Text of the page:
Trump draws a fake conclusion from a study that actually finds immigration is good for the economy

He claimed that immigration is hurting millions of jobs.

President Donald Trump addresses a joint session of Congress on Capitol Hill in Washington, Tuesday, Feb. 28, 2017. CREDIT: Jim Lo Scalzo/Pool Image via AP
President Donald Trump addresses a joint session of Congress on Capitol Hill in Washington, Tuesday, Feb. 28, 2017. CREDIT: Jim Lo Scalzo/Pool Image via AP

During Tuesday night’s address to Congress, President Donald Trump proposed adopting a merit-based immigration system to bring millions of jobs back to the United States and raise American incomes, claiming that incoming immigrants “strain” public resources and depress wages.

But in order to make his case, Trump cited a report that draws the opposite conclusion, and finds that “immigrant workers have little to no negative effects on the wages or overall employment levels of native-born workers.”

Speaking to a bipartisan group of lawmakers, Trump said that he would bring back millions of jobs by imposing a merit-based immigration system, similar to the models employed by Canada and Australia.

“It is a basic principle that those seeking to enter a country ought to be able to support themselves financially,” Trump said in his speech. “Yet, in America, we do not enforce this rule, straining the very public resources that our poorest citizens rely upon. According to the National Academy of Sciences, our current immigration system costs America’s taxpayers many billions of dollars a year.”

“Switching away from this current system of lower-skilled immigration, and instead adopting a merit-based system, will have many benefits: it will save countless dollars, raise workers’ wages, and help struggling families—including immigrant families—enter the middle class,” he added.

There’s one problem with the conclusion that Trump drew from the September 2016 National Academy of Sciences study. Had he actually read it, he would have known that the same study concluded that immigration is a boon to the economy and has little impact on the employment status and wages of native-born workers.

What’s more, Trump’s proposal is also factually wrong about the kind of immigrants that can legally stay in the country. For over 100 years, U.S. immigration law has made it clear that immigrants cannot be impoverished when they enter the country. Being a public charge is grounds for “inadmissibility and deportation”; people who become public charges are inadmissible to the United States and ineligible to become legal permanent residents, according to a United States Citizenship and Immigration Services (USCIS) fact sheet. U.S. citizens who want to sponsor immigrants must have stable earnings more than 125 percent of the U.S. Department of Health & Human Services poverty guidelines.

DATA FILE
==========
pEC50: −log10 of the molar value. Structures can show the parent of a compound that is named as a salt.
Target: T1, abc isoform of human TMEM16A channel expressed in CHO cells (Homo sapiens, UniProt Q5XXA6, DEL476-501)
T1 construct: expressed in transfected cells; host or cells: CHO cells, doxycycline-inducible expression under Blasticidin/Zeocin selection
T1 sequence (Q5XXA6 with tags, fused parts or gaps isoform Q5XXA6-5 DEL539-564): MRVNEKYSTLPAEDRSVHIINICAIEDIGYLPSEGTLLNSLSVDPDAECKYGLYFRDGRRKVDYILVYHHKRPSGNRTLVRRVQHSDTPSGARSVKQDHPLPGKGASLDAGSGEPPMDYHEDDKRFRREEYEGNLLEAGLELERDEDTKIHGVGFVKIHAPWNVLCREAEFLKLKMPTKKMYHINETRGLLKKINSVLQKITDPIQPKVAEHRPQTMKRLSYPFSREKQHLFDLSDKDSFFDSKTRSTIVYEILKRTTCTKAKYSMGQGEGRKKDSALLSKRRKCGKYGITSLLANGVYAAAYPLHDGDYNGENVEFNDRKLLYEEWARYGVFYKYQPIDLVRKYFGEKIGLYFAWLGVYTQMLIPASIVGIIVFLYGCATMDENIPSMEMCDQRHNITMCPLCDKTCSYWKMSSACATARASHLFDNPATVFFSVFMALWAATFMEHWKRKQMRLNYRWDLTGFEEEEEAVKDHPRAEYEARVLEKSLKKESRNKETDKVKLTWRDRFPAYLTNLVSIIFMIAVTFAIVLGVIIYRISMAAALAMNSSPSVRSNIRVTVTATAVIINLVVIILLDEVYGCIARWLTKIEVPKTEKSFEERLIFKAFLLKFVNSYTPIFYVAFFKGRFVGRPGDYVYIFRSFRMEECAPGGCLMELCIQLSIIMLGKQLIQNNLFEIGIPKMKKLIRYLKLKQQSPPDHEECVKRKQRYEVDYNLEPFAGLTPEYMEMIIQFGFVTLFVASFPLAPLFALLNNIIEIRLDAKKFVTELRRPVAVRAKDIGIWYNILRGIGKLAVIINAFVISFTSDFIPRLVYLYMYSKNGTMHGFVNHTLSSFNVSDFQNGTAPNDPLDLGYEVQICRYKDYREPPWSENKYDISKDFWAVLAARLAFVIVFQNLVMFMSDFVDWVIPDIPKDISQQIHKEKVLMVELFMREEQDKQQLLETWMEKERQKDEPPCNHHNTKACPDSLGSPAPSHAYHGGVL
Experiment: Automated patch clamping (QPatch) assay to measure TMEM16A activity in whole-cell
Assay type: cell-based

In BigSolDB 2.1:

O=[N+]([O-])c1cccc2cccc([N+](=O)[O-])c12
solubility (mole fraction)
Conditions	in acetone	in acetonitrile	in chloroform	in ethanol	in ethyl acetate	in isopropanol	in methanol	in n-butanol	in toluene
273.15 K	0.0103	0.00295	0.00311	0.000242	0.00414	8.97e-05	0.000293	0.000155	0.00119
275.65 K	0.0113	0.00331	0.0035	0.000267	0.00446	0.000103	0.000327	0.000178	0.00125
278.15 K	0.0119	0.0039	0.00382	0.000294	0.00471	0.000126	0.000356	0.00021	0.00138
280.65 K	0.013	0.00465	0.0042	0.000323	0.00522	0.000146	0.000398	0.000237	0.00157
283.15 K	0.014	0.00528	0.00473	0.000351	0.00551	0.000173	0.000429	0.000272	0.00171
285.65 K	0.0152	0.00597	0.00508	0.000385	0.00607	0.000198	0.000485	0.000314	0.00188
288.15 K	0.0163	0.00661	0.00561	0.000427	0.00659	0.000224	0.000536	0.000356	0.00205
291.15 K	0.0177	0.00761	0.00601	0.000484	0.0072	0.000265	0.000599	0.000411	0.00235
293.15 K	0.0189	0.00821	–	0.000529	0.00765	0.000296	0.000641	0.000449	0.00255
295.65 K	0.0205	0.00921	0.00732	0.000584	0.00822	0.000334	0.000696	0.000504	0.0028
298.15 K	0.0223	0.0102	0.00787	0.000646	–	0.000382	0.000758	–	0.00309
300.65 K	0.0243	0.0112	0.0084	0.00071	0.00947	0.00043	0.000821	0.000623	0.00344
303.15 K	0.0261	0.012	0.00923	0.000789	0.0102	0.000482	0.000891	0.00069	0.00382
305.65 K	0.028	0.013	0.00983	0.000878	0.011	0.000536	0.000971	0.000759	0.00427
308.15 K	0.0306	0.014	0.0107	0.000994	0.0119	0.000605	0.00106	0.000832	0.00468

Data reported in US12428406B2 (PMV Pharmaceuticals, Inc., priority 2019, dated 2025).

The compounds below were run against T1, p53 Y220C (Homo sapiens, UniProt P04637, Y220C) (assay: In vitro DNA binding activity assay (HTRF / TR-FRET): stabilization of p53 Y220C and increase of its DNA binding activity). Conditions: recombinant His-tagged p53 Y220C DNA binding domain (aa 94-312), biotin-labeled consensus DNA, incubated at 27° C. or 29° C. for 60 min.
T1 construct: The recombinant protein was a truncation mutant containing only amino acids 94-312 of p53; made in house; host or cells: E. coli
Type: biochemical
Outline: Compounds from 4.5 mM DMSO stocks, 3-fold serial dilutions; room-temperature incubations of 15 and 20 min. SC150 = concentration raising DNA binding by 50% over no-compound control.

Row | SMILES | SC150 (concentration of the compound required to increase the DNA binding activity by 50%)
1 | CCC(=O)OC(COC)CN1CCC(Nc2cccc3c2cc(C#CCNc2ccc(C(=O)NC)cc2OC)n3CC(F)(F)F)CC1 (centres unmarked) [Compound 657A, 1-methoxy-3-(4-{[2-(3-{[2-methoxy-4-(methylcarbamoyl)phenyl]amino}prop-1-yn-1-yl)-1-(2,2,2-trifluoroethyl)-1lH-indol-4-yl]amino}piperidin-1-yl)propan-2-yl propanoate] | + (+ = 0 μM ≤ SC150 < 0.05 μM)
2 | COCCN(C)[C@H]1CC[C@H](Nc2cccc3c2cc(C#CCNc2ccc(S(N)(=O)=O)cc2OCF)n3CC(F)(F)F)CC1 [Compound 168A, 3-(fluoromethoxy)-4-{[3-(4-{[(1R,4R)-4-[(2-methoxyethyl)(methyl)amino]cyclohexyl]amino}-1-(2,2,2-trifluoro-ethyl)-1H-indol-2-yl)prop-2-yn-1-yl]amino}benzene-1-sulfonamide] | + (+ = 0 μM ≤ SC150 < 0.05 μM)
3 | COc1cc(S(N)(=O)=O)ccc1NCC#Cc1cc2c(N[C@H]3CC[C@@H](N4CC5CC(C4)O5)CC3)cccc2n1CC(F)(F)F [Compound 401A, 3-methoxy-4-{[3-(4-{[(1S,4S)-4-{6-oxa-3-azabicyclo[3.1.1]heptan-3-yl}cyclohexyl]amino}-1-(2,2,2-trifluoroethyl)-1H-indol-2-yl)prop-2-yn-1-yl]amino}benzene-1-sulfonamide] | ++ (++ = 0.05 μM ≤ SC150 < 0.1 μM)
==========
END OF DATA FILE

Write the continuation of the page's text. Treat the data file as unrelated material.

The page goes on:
Most disturbing though, Trump’s proposal echoes calls by senior administration officials — namely Chief Strategist Steve Bannon and adviser Stephen Miller — for a policy of “economic nationalism” to restructure free trade agreements with other countries. According to Bannon, economic nationalism would improve America’s standing in the world because it involves bilateral trading relationships that would bring “high value added, manufacturing jobs, back to the United States of America.”

It’s true that the United States has lost five million factory jobs since 2000 and it doesn’t help that trade claimed manufacturing jobs — especially after China became a member of the World Trade Organization in 2001. But a June 2015 Ball State University report found that only 13.4 percent — or roughly 750,000 — jobs were lost to “direct imports and import substitution,” or trade. The report also found that “almost 88 percent of job losses” came from automation or other factors that “can be attributable to productivity growth, and the long-term changes to manufacturing employment are mostly linked to the productivity of American factories.”